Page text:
Routes of infection in which the virus can be isolated Total (%)
Correct Incorrect
Saliva 69.0 31.0
Urine 66.0 34.0
Tears 77.0 23.0
Blood 97.0 3.0
Semen 92.0 8.0
Genital secretions 93.0 7.0
Breast milk 80.0 20.0
Injectable drugs 83.0 17.0
General knowledge Total (%)
Correct Incorrect
Control measures against Hepatitis B infection also provide protection against HIV/AIDS transmission. 62.0 38.0
I must heighten caution with cross-infection measures when treating AIDS patients. 9.0 91.0
Antiretroviral therapy completely cures an HIV+ individual. 80.0 20.0
Can I treat HIV/AIDS with antiviral drugs? 61.0 39.0
HIV carriers must be treated in specialized service. 37.0 63.0
Oral manifestations Total (%)
Correct Incorrect
Oral candidiasis and hairy leukoplakia are bad prognostic markers. 57.0 43.0
Angular cheilitis is a form of manifestation of Candida infection. 44.0 56.0
Linear gingival erythema is a distinctive periodontal manifestation of the disease. 35.0 65.0
An increase in the prevalence of tooth decay occurs. 32.0 68.0
Kaposi's sarcoma is one of the neoplasms strongly associated with the disease. 49.0 51.0


The knowledge a student acquires in his/her academic field can make him/her a professional who is conscious of his/her attitudes and who has greater awareness of the risks involved within the workplace. During the graduation course, teachers should encourage them to seek the most up-to-date knowledge possible on the infectious diseases to which a dental surgeon may be exposed. Furthermore, students should be psychologically prepared for treating people with infectious diseases and be stimulated to seek self confidence in any kind of treatment, treating all patients with respect.

As far as the findings related to the attitude variable are concerned, students showed negative attitudes. Other studies demonstrated the same results for both working professionals and students, who demonstrate fear and negative tendencies toward HIV+ patients, as well as occasional discrimination3-5,8-11,14-15,17-18,20. What attracts particular attention in the findings of this study is the fact that students in semesters that have had little contact with the dental clinic, showed less apprehensive or fearful attitudes regarding the treatment of infected patients compared to students in more advanced semesters, of whom greater psychological preparation would be expected due to their greater practical experience. This same fact is reported in some studies4,17but differs from others18. The majority would treat patients infected with AIDS, however almost all of the students agreed that there should be some kind of specialized course on theoretical and practical knowledge regarding care of HIV+ patients. It is the responsibility of the university to transmit this kind of knowledge during routine clinical procedures, without requiring a separate course to this end.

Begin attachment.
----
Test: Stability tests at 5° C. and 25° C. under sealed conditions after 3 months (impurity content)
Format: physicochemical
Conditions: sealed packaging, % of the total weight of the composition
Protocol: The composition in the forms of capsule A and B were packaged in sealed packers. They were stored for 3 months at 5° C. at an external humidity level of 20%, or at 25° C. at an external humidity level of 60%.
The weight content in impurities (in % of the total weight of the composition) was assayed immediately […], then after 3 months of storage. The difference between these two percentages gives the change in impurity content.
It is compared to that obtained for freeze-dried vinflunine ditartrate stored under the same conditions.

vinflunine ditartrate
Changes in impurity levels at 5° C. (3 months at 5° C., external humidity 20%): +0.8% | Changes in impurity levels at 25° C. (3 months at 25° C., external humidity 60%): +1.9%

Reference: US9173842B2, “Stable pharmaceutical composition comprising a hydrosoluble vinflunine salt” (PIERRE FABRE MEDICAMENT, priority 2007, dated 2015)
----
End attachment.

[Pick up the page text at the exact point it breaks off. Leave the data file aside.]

Also, 25% of students reported suffering sharps injuries, the majority of them belonging to more advanced semesters, which is to be expected due to the higher number of practices. However, it would be unexpected based on the degree of preparedness of these students, as the major reasons for these accidents were the improper handling of instruments, the washing of materials in incorrect attire and haste in performing the treatment. This was also shown in the research conducted by Lima et al.2, the only difference being the percentage of occupational accidents affecting dental students (59.5%). Likewise, other studies showed higher percentages9,15,21, however yet others showed results inferior to those of the present study8,13, with sharps injuries being the biggest culprits in occupational accidents in dentistry. As for post-accident measures, it may be inferred from this study that students have not been properly instructed or do not seek to apply the knowledge they have acquired, as only 12% filled in the biological accident notification forms and only 16% asked for the source-patient's serology. Other studies in the literature also revealed poor adherence to post-exposure protocols and unsatisfactory knowledge in this regard 2,9,10,21-22.